The people of this metropolis cannot fail to have noticed the fact that gift enterprise establishments are rapidly increasing in number throughout the city. To the casual observer these places seem to be well stocked with all sorts of ornamental articles of gilt and silver ware, including also rosewood and mahogany cased pianos, and one would naturally conclude that a business so extensive must naturally be a paying one. This would be a true inference, but how it is made profitable let the following actual occurrence illustrate, by which the reader may learn what a sharp eye to business these “enterprising” individuals have. One of the home bred sons of Newport, R.I., having occasion to visit this city, and being anxious to see the elephant before returning home, took a stroll up Broadway, and struck by the dazzling array of gold and silver goods, which were on exhibition in a window of one of the establishments above alluded to, he was induced to enter. Whilst lost in rapture at the sights and scenes around him, he was politely accosted by another visitor, apparently a stranger like himself, and they both went round the establishment admiring and commenting on all they saw. The new friend, who was all kindness and attention invited the Newport man to take a chance in a lottery, assuring him that there was no doubt of winning something truly grand and expensive. “Greeny” in reply urged the lateness of the hour and his distance from home, stating that if he missed the train he would have to stay over night, &c. But the sharper (for such he proved to be) met every argument with another and better, and finally the countryman, having an eye to the supposed profits to be made, consented. His friend paid down a dollar first, and won a fine silver watch. The second and third chances were equally lucky, and the Newporter was convinced it was all right, and that “something could be made.” He was invited to join his pile (about $50) with his friend, and then take a chance for the $500 greenback prize. The unsuspecting youth did so, and drew what his friend declared was the “lucky number.” The gift man proceeding to look up the prize, but a partner stepping up at the moment, and opening the yellow envelope, discovered that the “lucky number” brought a worthless finger ring. The victim raved and swore, and pronounced the whole thing a cheat, and threatened to prosecute and expose the concern; but his friend quieted him with the assurance that it was all chance, and referred him to his (sharper’s) previous prizes drawn, at the same time telling him that he would pay his fare home—which generous offer was finally accepted as the best thing to be done under the circumstances. This is but one case out of thousands of those who have come to grief through those concerns, whose agents are on almost every block of the public thoroughfares of the city, shaking their handbills in the faces of passers-by.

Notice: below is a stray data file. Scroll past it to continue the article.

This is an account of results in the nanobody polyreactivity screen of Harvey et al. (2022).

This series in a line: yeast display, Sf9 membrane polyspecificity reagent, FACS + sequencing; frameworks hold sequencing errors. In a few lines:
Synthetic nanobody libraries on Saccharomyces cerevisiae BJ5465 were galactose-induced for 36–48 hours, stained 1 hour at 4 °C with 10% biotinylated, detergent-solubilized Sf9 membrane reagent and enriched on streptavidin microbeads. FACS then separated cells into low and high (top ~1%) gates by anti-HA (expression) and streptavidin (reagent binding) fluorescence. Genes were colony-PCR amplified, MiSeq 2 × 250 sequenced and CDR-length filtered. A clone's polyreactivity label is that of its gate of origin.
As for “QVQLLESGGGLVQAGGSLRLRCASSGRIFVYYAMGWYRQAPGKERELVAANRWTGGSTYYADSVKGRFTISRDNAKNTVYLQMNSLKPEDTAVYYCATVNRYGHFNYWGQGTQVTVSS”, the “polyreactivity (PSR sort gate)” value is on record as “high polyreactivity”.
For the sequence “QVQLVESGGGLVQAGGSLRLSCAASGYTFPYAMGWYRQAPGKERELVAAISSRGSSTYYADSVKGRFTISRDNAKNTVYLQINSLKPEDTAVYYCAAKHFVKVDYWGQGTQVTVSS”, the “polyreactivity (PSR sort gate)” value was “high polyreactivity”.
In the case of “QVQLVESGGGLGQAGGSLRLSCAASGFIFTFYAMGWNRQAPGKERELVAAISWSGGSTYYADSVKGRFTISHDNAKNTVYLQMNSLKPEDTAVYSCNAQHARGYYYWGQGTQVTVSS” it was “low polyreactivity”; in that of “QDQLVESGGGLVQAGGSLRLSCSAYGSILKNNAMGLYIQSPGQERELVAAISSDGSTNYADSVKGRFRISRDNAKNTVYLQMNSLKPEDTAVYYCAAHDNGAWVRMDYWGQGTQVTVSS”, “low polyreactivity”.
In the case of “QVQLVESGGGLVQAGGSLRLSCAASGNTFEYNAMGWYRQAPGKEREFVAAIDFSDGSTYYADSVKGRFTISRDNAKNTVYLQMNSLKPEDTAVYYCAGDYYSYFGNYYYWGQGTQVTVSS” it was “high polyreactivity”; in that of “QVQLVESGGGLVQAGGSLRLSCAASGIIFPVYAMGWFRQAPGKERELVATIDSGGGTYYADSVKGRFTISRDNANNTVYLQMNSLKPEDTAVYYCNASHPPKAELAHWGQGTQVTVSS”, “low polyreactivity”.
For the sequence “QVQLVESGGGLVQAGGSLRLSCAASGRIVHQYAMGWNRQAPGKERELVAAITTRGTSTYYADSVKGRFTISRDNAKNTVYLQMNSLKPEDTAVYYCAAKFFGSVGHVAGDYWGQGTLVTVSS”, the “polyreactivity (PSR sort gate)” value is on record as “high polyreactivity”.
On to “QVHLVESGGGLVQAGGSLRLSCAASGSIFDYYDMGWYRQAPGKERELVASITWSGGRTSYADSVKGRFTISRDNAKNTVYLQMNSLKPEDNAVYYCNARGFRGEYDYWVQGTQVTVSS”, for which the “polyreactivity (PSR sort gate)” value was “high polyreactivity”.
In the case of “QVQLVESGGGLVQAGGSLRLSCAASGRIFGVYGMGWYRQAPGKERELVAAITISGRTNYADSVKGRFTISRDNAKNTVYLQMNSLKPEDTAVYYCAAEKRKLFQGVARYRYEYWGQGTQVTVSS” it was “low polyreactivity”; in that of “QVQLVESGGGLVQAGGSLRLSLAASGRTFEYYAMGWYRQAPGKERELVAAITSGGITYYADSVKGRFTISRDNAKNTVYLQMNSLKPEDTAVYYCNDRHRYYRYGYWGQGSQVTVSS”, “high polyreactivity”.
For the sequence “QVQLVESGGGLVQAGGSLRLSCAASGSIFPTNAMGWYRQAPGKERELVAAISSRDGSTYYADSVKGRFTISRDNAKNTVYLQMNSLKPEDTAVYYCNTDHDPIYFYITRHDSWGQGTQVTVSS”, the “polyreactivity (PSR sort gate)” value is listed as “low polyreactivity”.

The foregoing experience should put strangers visiting this city upon their guard. Every sensible person should know that an article worth $150 cannot be “given away,” as they term it, for one dollar—because that would not pay, and the gentlemen who carry on a business of this description never entertain the idea of losing money. They do not buy pianos for countrymen—these would be too heavy for transportation ; they provide knitting needles, splendid (tin) teaspoons, and other articles of like description, for that class of customers—and, in fact, for every class. When a man tries to “ring” you into any establishment, that is good evidence that it is best to keep out of it.—N. Y. Sun

Reprinted in the Columbus [Georgia